Use code LAUNCH20 and receive 20% off & free metro delivery - Shop Dog | Shop Cat!

Use code LAUNCH20 and receive 20% off & free metro delivery - Shop Dog | Shop Cat!

Rottweiler

Confident, obedient and protective, the Rottweiler is a dog for an experienced dog person, but with the right family makes a loyal and loving companion. 

With origins in Germany, the Rottweiler (Rottie) was originally a herding dog, with another rather interesting role in pulling carts loaded with butchered meat.

Their large size and strength made them well suited to this activity, with a height of up to 69 cm and weight up to 60 kgs. The females are usually a little bit smaller than males. This size and strength mean that that early training is vitally important to ensure your Rottie is well mannered.

Share

Facebook Twitter Reddit WhatsApp Email

Dog Breed Facts & Characteristics

Origin

Germany 

Bred for

Herding livestock, pulling carts of butchered meat

Size 

Up to 60 kgs and up to 69 cm high

Weight Range

Up to 60 kgs

Colours

Black and Tan  

Life expectancy

8 to 10 years

Coat

Thick, short double coat that sheds

Temperament 

Confident, alert, protective   

Exercise requirements

High 

Best suited for 

Active households, experienced dog people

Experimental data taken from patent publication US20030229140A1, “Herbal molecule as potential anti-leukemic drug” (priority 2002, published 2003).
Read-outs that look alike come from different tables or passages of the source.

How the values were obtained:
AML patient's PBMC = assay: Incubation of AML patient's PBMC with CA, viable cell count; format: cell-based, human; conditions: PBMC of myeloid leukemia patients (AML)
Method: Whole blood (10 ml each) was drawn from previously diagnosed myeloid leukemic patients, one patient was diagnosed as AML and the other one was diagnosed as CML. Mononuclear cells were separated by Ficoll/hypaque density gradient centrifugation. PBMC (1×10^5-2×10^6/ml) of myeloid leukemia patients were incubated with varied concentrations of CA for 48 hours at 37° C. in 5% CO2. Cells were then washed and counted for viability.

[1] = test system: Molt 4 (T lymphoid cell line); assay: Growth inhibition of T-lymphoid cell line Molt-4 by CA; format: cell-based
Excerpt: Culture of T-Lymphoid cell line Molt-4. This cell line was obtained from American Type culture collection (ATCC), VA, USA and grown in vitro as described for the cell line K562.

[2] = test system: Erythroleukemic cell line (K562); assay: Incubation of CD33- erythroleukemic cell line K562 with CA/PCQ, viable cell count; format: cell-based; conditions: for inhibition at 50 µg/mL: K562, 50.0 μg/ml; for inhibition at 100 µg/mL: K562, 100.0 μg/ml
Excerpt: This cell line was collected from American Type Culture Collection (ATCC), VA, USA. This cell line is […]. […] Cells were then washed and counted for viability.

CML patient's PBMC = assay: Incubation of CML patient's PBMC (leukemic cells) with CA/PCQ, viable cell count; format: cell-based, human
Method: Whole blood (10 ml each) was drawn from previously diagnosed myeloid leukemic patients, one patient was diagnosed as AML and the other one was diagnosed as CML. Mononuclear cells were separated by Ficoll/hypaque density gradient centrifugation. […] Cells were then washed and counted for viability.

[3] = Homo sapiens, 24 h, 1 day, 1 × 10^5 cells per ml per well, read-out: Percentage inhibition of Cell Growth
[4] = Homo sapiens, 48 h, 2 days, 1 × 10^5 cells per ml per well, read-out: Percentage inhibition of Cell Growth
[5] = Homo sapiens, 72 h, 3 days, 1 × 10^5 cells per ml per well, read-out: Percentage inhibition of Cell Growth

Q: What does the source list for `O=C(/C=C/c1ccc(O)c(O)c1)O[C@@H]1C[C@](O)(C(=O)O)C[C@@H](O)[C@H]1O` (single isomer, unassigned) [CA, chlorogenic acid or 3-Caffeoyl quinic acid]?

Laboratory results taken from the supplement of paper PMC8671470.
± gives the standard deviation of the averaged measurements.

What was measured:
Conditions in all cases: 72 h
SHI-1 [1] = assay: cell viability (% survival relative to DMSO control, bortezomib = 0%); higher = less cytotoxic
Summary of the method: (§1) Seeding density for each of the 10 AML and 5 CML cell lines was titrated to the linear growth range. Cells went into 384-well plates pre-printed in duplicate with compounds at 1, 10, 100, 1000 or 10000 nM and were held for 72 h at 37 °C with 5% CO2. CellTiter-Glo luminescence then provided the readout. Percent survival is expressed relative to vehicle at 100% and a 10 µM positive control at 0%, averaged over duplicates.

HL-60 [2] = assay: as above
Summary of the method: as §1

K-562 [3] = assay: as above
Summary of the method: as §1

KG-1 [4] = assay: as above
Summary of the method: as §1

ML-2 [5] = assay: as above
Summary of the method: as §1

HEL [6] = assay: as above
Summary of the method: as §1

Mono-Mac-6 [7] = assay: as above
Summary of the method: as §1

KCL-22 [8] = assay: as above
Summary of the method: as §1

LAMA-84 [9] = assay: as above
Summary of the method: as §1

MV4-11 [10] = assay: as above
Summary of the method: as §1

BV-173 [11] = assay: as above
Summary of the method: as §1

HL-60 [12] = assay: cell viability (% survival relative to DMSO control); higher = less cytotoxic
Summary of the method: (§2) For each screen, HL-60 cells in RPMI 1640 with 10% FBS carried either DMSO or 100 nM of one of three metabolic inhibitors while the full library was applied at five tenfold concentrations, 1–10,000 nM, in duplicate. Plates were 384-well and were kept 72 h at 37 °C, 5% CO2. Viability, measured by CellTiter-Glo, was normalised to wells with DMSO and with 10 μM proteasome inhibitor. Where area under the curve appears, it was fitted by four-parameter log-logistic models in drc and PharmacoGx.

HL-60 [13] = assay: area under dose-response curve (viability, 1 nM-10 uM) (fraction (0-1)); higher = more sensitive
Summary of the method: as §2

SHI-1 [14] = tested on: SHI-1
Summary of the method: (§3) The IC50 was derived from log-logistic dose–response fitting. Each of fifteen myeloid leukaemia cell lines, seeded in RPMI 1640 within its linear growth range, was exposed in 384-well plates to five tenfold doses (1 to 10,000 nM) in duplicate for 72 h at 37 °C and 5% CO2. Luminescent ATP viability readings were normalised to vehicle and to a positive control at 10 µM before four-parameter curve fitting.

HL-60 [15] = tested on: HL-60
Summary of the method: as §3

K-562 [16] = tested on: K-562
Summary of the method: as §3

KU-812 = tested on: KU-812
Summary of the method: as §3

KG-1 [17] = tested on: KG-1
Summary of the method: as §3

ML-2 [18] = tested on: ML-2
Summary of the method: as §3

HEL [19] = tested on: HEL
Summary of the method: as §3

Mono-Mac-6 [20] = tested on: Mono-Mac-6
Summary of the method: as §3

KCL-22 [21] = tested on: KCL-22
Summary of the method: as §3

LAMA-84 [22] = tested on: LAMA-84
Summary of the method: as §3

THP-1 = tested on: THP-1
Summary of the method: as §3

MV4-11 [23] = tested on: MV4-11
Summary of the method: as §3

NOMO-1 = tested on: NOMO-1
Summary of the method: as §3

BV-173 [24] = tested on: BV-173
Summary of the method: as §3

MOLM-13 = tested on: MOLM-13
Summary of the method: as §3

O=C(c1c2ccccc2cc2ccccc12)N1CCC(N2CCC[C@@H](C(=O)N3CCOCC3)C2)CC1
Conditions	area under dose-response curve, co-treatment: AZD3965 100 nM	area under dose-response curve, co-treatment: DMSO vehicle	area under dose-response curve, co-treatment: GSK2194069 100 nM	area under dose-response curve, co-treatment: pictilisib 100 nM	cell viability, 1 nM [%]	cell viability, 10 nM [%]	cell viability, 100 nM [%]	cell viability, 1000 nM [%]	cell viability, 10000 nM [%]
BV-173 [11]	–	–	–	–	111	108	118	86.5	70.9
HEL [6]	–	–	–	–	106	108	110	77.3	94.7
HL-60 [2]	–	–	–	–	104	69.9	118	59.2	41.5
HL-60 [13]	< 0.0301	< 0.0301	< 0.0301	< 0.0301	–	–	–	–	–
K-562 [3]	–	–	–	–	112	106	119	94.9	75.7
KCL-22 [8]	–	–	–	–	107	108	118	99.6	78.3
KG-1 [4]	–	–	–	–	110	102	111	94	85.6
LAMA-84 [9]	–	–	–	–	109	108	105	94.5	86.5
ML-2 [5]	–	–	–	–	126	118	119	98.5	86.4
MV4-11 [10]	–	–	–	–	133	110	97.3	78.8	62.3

Apartment Friendly

No

Personality

Rottweilers are described as confident, alert and protective. These qualities combined with their physical strength means they are best suited to a household of experienced dog people. They have an intimidating appearance and can become territorial, so it is very important that they are well socialised and trained from a very early age to avoid problematic behaviour developing. Socialising means positive interaction other dogs, people and animals so that they become used to different experiences as they get older. Enrolling in a reputable puppy pre-school and obedience school is a useful way to train your Rottie. Their natural herding instincts means they are well suited to active households and sports such as agility may be a good way to channel their energy. Apartment living is not ideal for the Rottweiler whose style may be cramped in a small apartment. 

Grooming

The trademark black and tan coat of the Rottweiler is thick, coarse and sheds all year round. Brushing every couple of days will help remove loose hair. Make sure your Rottie is on flea and tick control all year round.

Feeding

When choosing a food for your Rottweiler, select a premium large breed specific food appropriate to your dog’s age. Follow the recommended feeding guides on the food appropriate to your pet's size. A joint protecting supplement may be a great addition to your Rottie’s diet as they get older, as they are prone to developing arthritis. Make sure your dog always has a supply of fresh, clean water available.

Common health concerns

The five most common reasons for a Rottweiler to visit the vet (excluding routine care visits) according to PetSure data (from 2019) include:

Rank

Condition

Average cost for single treatment
(average pet insurance claim amount)

Highest cost for single treatment (highest pet insurance claim seen for this condition)

1

Ear condition (infections)

$208

$3,963

2

Cruciate disease

$976

$7,508

3

Musculoskeletal problems such as lameness, stiffness and spinal pain

$294

$4,500

4

Cancers (including lymphoma, osteosarcoma)

$519

$7,197

5

Arthritis

$238

$3,264